I took last week off for the July 4th holiday weekend, but this week we are back to normal (so to speak).
Video: Gary Hecker – Veteran Foley Artist
Foley artists make the sound effects for movies and television. This video shows one of the industry’s most experiences foley artists at work, and it’s really fun to watch, both because you can see how sound are made and because the methods are often ridiculously simple or makeshift. So much of what Hecker does depends on timing and a good sense of how a sound will play on screen; relatively little, apparently, depends on digital manipulation of sounds after the fact. Interesting stuff.
Article: Revising Your Writing Again? Blame the Modernists by Craig Fehrman
This piece argues that the idea that large-scale revision is an important and necessary part of writing is a relatively new one, and that it is the product both of technology (especially the typewriter, but also cheaper paper and faster printing methods) as well as aesthetics (modernist writers’ emphasis on creating new, challenging, complex, allusive work rather than writing that was spontaneous or “authentic”). Fehrman also interestingly suggests that the computer— which would seem to make the process even simpler— may actually hinder revision at this level, because we are less likely to see a piece of writing as a whole, in front of us, but rather tend to mess with things bit by bit as we are writing them.
Pretty much what it says it is, this is a clever and striking way to illustrate just how much music we carry around with these days— which should make us consider how that changes how we think about and listen to music.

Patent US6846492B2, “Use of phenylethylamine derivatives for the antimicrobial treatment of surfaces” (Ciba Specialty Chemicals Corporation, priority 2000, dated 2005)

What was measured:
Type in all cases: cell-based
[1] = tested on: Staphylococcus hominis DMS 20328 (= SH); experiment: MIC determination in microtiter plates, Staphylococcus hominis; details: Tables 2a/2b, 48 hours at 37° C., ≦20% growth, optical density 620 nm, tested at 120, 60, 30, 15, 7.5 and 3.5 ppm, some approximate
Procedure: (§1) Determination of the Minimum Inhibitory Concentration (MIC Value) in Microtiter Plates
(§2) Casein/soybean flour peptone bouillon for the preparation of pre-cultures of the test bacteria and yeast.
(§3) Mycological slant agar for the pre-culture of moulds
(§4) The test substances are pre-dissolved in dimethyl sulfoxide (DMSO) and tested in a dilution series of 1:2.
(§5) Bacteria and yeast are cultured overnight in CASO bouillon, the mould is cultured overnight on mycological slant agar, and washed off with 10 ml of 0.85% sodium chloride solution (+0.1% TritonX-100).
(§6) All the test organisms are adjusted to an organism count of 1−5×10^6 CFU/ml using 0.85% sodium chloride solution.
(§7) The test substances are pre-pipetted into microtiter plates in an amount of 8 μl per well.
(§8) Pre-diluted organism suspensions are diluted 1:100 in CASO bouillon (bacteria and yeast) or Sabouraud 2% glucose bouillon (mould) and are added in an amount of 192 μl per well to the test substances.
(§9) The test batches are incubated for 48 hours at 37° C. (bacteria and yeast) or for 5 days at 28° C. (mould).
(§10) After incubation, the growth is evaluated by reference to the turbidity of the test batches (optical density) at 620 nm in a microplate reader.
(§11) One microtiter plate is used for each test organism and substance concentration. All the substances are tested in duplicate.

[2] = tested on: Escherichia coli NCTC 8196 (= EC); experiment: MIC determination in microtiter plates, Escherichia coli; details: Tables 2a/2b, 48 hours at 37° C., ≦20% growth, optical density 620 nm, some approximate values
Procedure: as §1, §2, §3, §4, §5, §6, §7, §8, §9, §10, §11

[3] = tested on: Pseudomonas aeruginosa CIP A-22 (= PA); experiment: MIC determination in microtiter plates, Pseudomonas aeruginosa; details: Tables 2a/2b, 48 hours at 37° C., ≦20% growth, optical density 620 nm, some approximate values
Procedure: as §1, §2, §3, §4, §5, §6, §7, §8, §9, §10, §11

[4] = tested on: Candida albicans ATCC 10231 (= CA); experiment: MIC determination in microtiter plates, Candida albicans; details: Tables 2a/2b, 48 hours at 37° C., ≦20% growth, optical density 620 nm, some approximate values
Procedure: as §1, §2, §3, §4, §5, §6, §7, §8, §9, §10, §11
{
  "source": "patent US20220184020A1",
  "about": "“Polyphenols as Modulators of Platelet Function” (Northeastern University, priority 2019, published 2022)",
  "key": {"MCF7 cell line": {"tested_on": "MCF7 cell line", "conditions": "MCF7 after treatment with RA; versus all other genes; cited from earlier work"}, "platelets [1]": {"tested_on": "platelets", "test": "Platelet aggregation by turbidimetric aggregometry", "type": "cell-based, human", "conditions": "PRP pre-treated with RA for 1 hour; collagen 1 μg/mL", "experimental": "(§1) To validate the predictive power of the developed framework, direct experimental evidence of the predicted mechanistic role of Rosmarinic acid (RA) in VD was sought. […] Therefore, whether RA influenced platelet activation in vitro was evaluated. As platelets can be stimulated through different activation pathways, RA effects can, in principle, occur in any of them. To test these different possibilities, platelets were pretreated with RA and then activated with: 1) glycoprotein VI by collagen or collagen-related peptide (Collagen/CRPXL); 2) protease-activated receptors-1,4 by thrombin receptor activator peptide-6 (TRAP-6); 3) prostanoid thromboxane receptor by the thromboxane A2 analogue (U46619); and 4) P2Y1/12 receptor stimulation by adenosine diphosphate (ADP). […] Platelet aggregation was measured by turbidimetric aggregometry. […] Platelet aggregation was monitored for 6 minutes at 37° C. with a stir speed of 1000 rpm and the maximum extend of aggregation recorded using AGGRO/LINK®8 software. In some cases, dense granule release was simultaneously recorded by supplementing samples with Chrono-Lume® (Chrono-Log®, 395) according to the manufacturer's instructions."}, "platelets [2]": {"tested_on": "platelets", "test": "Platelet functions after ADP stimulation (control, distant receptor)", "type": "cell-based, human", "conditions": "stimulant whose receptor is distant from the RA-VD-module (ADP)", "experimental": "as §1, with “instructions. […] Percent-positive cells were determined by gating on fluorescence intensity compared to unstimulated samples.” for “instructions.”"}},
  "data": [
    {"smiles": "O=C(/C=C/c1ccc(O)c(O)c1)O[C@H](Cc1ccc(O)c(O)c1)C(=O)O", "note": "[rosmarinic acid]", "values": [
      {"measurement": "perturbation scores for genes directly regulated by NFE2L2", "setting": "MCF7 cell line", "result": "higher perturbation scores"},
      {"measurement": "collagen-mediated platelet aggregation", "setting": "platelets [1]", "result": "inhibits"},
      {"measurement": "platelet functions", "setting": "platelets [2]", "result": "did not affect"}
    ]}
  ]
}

Finally, I have a couple of related recommendations. Over the last two weeks or so we have been watching The Genius of Design, a BBC miniseries about the history of design, which is excellent. It is by no stretch a complete history— it couldn’t be, in five 45-minute episodes— but it does a really good job of discussing some of the key ideas behind modern design, includes interviews with people like Dieter Rams and Jony Ive, and, most importantly, makes you think about how the things around you are made, and why. It is not yet available on Netflix, but you can stream episode 3 (for some reason) here.
Partly as a result of watching this, my wife spent some time online looking at the work of various designers— mostly graphic designers, in this case— and came across the work of Paul Rand (not to be confused with Rand Paul, *ahem, Google*). His work is very much of an era, but in a good way:
He also has some interesting things to say about the principles of design in this video.